Photo: Rufo Valencia

Clelia Rodriguez, Toronto

When I came to Canada, the last thing I would have imagined was the way the police would treat us here. For me, that was a surprise. It was a wake-up call. We would always leave school as a group, as there were many new arrivals from El Salvador because of the war. That high school was full of newly arrived Salvadorans, like me. And obviously, collectively, because of all the trauma of the war that we hadn’t even processed psychologically, we tended to seek each other out.

I missed the Salvadoran accent, that black humour that characterizes us. Our humour is very peculiar. So I missed that. That need, that thirst, that sadness perhaps that I felt for not being in El Salvador … we had a tendency to form a group, and we would walk to our homes as a group. The times when we were stopped by the police just for walking in a group are countless, there were too many.

Then in the last year of high school, a Canadian girl who was working precisely on this kind of issue came to us. People today may not understand it, but at that time there were no protests like there are today. At that time it was not like that because we did not yet have our permanent residency. We were on a special refugee visa.

The young Canadian woman was collecting stories. She, with another colleague, came up with the idea of creating a poster in the subway to talk about racism. The poster featured about three Latinos, as in very typical Latinos, I think they exaggerated the look. She called for a rally. Nobody showed up. Obviously, I went because I was already pissed off. I think that’s the best description because when you get to that point, it goes beyond your safety. You reach a point where you think and say: ‘No, this needs taking a risk, this needs to be shut down’.

We developed a project with the police. Their representative arrived. At the time it was like the maximum that could be done: a poster in the Bloor-Yonge subway station. The Toronto Star newspaper did a story on this, and they still have it in their archives. It can be found online.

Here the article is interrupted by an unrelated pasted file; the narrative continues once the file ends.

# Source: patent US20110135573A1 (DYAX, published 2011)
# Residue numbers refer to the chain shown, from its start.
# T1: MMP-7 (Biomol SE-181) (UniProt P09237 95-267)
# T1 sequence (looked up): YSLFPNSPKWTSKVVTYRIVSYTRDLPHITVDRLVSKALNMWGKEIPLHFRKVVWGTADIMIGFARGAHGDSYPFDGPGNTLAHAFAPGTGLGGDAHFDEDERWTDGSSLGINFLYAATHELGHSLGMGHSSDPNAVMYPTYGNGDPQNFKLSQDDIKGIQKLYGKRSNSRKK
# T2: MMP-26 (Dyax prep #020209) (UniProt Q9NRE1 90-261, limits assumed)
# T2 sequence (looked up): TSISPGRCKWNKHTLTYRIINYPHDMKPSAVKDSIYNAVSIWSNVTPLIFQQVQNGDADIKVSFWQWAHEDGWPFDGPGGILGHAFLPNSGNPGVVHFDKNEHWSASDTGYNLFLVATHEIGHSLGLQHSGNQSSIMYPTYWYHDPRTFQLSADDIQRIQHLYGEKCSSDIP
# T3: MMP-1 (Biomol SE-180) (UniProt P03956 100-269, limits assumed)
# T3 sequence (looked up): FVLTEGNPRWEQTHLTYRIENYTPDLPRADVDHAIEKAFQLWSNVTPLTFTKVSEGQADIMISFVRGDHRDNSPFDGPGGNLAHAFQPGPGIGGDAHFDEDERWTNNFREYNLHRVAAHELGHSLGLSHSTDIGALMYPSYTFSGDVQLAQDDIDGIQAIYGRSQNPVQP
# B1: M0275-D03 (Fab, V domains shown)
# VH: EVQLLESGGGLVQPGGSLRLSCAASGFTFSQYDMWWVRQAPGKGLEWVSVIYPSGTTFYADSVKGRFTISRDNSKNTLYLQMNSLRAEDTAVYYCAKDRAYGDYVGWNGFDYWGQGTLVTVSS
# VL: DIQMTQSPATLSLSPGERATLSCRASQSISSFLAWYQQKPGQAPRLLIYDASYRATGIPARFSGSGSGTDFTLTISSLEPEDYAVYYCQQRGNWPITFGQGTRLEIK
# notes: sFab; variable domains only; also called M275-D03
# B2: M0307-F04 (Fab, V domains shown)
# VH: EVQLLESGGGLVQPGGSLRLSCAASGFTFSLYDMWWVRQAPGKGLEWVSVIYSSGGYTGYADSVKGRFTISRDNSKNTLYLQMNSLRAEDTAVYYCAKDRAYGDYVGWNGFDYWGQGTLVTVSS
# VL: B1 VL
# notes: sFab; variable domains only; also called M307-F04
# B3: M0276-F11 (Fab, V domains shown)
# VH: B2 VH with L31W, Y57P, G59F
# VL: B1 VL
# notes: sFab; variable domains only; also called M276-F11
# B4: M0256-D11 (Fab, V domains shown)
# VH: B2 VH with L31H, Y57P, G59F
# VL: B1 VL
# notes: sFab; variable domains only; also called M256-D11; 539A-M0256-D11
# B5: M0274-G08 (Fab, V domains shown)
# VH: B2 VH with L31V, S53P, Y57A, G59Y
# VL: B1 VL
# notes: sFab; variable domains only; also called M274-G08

How can one understand what happened at that time, how can one understand the anger of people like me today? Don’t ask why one is angry. What someone has to do is a research paper on what we had to go through in high school here. Everything starts somewhere.

If one really wants to understand the context of racism here, it is very important that we realize that Canada has historically been a country that has been founded, that works, that operates on the basis of racism. One can no longer use the excuse of saying: ‘I didn’t know such things existed in Canada.’ Now you can even ask Alexa: Alexa, is there racism in Canada? I invite people to ask Alexa, Siri or Google, and see what they answer. If we can’t figure out how we contribute to the constant colonization that goes on in this country every day, then don’t talk to me about racism. It is necessary to carry out a dedicated work to ascertain where we are living. Who was here before us?

The year my daughter was born, in 1993, was the year they closed the last residential school in this country.

Racism will not be eradicated if we don’t find out who is feeding it, who is promoting it. It won’t be eradicated unless we are able to actually raise our voices in our day-to-day activities. It can be at a Starbucks, at the grocery store, any time we raise our voice and say, ‘No, not today.’ It is important to keep up this habit and teach it to the new generations.

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